Love Code by Sakurako Hanafubuki Manga Review


Title:  Love Code

Author:  Sakurako Hanafubuki

Publisher: June

ISBN: 9781569705988

May Contain Spoilers

Koji Mizuhara and Kyo Ayukawa return, and the two busy stars are both riding waves of popularity.  Koji is about to make his Hollywood debut, and Kyo is slated to record a music CD.  They always find time for each other, but when the president of their talent agency decides to interfere with their relationship, suddenly other people are trying to keep them apart.  Then Ayu’s career is threatened and he’s given an ultimatum:  break things off with Koji, or he’ll be replaced on the music CD!

I enjoyed this volume of the Junior Escort series better than the first.  The entire book is devoted to Koji and Ayu, and now that they are an established couple, it is outside forces and how they effect their relationship that make up a large part of the book.  Now it is jealous individuals from Koji’s past that threaten to tear them apart.  Keeping their relationship under wraps is also getting harder, as both of them continue to bolster their careers. 

When the talent agency threatens to replace Ayu for the CD recording, he isn’t one to back away from the confrontation.  When he realizes that Koji’s popularity may be jeopardized if news of their relationship leaks out, he begins to have some doubts about staying with him.  The agency is also doing a spectacular job keeping the two from having any alone time.  When Koji goes overseas to make his Hollywood debut, Ayu has the space to seriously consider the consequences of staying Koji’s lover.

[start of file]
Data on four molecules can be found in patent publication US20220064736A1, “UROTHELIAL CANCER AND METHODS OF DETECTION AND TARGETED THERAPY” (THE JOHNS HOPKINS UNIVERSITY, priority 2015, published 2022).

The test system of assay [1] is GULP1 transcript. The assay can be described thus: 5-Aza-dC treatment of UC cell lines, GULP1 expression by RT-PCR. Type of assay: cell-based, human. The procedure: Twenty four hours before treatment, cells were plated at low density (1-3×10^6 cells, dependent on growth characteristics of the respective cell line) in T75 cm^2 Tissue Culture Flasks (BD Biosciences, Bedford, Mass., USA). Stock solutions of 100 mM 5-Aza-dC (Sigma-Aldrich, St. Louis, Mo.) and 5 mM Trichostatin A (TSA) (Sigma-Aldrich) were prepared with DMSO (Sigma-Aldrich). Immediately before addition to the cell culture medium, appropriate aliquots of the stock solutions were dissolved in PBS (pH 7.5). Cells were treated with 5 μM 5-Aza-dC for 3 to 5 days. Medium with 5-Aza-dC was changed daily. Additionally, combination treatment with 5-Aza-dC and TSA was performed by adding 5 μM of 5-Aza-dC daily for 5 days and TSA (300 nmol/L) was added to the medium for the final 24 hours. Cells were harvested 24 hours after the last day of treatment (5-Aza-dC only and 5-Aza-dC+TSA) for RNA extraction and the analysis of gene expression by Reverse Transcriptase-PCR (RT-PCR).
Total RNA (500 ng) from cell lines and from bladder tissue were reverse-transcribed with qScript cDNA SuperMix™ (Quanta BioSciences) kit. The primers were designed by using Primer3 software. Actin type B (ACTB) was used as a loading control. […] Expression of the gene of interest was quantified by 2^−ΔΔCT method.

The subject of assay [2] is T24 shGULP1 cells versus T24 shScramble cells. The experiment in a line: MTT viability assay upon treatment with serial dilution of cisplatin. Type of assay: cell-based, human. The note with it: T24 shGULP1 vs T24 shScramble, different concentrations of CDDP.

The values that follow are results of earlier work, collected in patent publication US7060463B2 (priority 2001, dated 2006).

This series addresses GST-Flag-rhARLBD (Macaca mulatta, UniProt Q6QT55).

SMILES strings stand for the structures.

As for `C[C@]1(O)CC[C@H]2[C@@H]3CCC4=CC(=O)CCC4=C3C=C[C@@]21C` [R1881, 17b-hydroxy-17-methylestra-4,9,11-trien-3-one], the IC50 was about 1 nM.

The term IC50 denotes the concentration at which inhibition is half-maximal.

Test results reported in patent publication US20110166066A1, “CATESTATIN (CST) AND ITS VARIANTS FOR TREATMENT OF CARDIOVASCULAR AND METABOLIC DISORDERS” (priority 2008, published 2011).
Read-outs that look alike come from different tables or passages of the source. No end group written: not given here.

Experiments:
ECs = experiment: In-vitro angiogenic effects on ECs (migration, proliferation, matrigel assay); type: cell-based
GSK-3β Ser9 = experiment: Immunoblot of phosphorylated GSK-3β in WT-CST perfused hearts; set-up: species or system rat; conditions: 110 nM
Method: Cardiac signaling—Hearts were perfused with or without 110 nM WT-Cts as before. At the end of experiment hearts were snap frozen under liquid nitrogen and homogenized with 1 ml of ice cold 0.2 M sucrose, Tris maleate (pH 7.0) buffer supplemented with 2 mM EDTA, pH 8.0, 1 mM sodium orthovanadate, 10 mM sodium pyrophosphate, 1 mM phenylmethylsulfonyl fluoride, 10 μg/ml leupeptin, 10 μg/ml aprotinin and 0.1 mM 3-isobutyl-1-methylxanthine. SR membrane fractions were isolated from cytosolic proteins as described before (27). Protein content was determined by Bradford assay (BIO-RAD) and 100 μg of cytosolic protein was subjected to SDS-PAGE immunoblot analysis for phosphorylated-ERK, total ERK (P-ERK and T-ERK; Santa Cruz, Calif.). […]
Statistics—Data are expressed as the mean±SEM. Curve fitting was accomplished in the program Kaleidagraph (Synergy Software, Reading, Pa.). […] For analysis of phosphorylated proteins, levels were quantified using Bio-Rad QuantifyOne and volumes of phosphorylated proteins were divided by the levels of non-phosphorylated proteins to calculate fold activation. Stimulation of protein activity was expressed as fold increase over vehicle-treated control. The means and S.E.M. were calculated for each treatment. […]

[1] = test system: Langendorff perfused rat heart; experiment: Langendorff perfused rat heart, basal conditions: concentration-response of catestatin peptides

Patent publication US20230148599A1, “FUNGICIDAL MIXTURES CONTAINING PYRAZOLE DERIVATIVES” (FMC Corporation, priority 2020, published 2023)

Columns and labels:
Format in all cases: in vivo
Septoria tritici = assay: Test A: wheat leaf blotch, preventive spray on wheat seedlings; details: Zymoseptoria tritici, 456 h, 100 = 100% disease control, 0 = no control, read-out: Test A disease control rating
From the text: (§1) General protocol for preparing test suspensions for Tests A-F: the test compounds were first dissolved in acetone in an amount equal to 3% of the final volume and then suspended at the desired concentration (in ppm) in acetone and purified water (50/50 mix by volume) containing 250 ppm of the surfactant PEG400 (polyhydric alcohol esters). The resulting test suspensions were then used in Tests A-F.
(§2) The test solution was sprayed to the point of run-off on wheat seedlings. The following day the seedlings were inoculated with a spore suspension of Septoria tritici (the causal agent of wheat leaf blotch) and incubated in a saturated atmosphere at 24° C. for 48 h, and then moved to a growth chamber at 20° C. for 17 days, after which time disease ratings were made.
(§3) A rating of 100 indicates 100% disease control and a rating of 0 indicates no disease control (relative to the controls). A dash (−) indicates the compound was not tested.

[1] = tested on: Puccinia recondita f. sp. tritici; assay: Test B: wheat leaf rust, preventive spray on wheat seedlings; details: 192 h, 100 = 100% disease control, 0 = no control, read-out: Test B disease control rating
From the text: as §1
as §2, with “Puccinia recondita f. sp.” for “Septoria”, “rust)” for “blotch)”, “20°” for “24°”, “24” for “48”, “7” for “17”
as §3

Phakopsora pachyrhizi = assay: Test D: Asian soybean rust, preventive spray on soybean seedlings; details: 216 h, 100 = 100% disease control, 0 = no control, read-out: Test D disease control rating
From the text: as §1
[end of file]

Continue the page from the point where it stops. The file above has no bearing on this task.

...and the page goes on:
The action drags in Love Code, and the uneven pacing made it hard to hold my attention.  Koji and Ayu are kept apart for most of the book, and the focus is on each of them pursuing their careers.  Ayu wonders about the viability of their long distance relationship, and when he learns a little about Koji’s past, doubts about the future creep up to worry him.  Mix in a couple of people with grudges against Koji, and you have the potential for some tense dramatic scenes.  Most of the melodrama falls flat, though, and the lack of emotion shown by Ayu and Koji make for a slow read.  I didn’t feel that the author captured enough of the emotional turmoil to make for a compelling read, and I found myself putting the book down several times.  The sometimes confusing jumps in perspective and time didn’t help matters, and left me confused a couple of times.

There is also a short story included about Koji during his high school years, and again, I didn’t feel that the emotional drama was effectively captured as the scenes from his past played out.  Sakurako Hanafubuki presents the material in a very subtle, subdued manner, which isn’t very effective in this setting.  While I don’t believe that the characters needed to be standing on the rooftop shouting out their feelings, any display would have created a more engaging read.

Grade: C+

Review copy provided by June

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